More than a million pacemakers have been implanted worldwide. Photo: Lars Lundberg/imagebank.sweden.se

A black-and-white photo of a man in a car wearing a seatbelt.

Nils Bohlin invented the three-point seatbelt back in 1959. Foto: Volvo Car Group

A futuristic-looking, silver-coloured car driving on the road between parked cars on each side.

Uniti One – a ‘Tesla for megacities’? Photo: Uniti

An elderly woman in a park walking with a walking frame together with a younger woman.

The modern walking frame is the brainchild of Aina Wifalk. Photo: Sofia Sabel/imagebank.sweden.se

An adjustable wrench that lies diagonally.

The adjustable wrench – in every person's home? Photo: Bildarkivet

A man in a white shirt seen without his head. He's holding a mobile phone in one hand, on the table in front of him is a stethoscope.

Healthcare apps make it possible to see the doctor from home. Photo: mindoktor.se

Two grown-ups and two children sitting on cushions on the floor in a tent with solid walls.

Better Shelter housing units in Kawergosk, Iraq. Photo: Erik Hagman

A close-up of oats in a field.

Oats are said to lower cholesterol levels and improve blood sugar control, among other health benefits. Photo: Helena Wahlman/imagebank.sweden.se

A pacemaker standing up on a table.

More than a million pacemakers have been implanted worldwide. Photo: Lars Lundberg/imagebank.sweden.se

A black-and-white photo of a man in a car wearing a seatbelt.

Nils Bohlin invented the three-point seatbelt back in 1959. Foto: Volvo Car Group

A futuristic-looking, silver-coloured car driving on the road between parked cars on each side.

Uniti One – a ‘Tesla for megacities’? Photo: Uniti

An elderly woman in a park walking with a walking frame together with a younger woman.

The modern walking frame is the brainchild of Aina Wifalk. Photo: Sofia Sabel/imagebank.sweden.se

An adjustable wrench that lies diagonally.

The adjustable wrench – in every person's home? Photo: Bildarkivet

A man in a white shirt seen without his head. He's holding a mobile phone in one hand, on the table in front of him is a stethoscope.

Healthcare apps make it possible to see the doctor from home. Photo: mindoktor.se

Two grown-ups and two children sitting on cushions on the floor in a tent with solid walls.

Better Shelter housing units in Kawergosk, Iraq. Photo: Erik Hagman

A close-up of oats in a field.

Oats are said to lower cholesterol levels and improve blood sugar control, among other health benefits. Photo: Helena Wahlman/imagebank.sweden.se

A pacemaker standing up on a table.

More than a million pacemakers have been implanted worldwide. Photo: Lars Lundberg/imagebank.sweden.se

A black-and-white photo of a man in a car wearing a seatbelt.

Nils Bohlin invented the three-point seatbelt back in 1959. Foto: Volvo Car Group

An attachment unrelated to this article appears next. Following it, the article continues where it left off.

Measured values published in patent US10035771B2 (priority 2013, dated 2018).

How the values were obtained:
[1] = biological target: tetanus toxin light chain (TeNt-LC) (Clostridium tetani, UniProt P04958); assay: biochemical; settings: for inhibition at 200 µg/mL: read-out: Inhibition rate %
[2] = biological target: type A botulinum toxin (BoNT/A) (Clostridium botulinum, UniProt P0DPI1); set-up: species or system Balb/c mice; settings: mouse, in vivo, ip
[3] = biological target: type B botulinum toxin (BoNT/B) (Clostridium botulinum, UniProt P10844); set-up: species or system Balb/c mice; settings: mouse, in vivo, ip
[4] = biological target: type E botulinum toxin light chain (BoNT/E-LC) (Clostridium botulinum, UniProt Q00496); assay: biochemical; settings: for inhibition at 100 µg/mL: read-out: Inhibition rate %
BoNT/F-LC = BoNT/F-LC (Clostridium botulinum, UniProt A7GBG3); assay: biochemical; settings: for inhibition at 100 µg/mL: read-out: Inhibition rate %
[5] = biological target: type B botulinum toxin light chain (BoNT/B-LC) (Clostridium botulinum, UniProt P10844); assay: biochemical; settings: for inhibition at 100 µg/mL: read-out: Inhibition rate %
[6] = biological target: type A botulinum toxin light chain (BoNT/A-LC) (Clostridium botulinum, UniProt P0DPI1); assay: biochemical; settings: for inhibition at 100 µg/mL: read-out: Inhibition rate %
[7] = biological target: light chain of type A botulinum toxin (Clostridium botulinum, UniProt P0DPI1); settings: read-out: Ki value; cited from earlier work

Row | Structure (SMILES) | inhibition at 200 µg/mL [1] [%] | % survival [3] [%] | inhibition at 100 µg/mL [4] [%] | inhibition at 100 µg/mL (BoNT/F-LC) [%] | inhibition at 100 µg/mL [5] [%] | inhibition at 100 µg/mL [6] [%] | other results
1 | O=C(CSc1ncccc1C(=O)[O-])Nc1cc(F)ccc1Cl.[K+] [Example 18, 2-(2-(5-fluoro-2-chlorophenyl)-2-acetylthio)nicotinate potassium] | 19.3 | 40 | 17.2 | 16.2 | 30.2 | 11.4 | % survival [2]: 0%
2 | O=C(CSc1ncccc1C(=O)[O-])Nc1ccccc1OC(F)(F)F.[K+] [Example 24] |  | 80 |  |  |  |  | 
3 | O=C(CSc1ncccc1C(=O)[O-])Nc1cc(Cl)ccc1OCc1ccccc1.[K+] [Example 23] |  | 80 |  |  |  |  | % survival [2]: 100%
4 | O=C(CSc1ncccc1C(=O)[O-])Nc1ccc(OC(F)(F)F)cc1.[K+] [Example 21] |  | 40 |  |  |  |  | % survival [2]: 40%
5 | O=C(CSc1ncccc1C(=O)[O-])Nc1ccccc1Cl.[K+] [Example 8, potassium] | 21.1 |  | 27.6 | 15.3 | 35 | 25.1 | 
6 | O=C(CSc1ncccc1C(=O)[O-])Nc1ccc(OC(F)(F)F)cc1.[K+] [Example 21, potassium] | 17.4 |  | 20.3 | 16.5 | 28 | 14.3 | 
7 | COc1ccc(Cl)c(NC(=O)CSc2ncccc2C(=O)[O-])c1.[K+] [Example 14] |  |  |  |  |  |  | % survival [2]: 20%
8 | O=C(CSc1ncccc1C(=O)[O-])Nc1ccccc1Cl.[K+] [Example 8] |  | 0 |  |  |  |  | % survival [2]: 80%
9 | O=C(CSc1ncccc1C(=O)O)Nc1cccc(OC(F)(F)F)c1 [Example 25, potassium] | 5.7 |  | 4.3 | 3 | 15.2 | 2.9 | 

A futuristic-looking, silver-coloured car driving on the road between parked cars on each side.

Uniti One – a ‘Tesla for megacities’? Photo: Uniti

An elderly woman in a park walking with a walking frame together with a younger woman.

The modern walking frame is the brainchild of Aina Wifalk. Photo: Sofia Sabel/imagebank.sweden.se

7. Three-point seatbelt

Now a standard requirement in every passenger vehicle saving around one life every six minutes, the three-point seatbelt was developed by Swedish inventor and safety engineer Nils Bohlin in 1959 for Volvo. It’s designed with a Y shape to spread out energy across a moving body during an accident.

8. Uniti

Sweden is among the world leaders in the transition towards electric vehicles and is committed to having a 100 per cent fossil fuel-free vehicle fleet by 2030. One of the most hyped examples of Swedish innovation in this field is Uniti, a startup that is developing a light-weight electric city car that has been dubbed a ‘Tesla for megacities’. Following a crowdfunding campaign, the company received some 3,000 pre-orders for its first model, which is expected to hit the roads in 2019.

9. The walking frame

Swedish social scientist Aina Wifalk contracted polio – a virus that can cause temporary or permanent paralysis – at the age of 21. After tearing her shoulders from using walking sticks for two decades, she came up with the walking frame, or walker, an invention that has made life easier for elderly and disabled people since the late 1970s. Because Wifalk wanted the walker to be accessible to as many people as possible, she never patented it. To this day, the walker helps your grandparents stay mobile and active.

10. Zip

The modern-day zip as we know it was improved upon and developed by Swedish–American inventor Gideon Sundbäck from an earlier less effective model in 1913. Sundbäck’s newly redesigned version called the ‘separable fastener’ was patented in 1917 and features interlocking teeth pulled together and apart by a slider.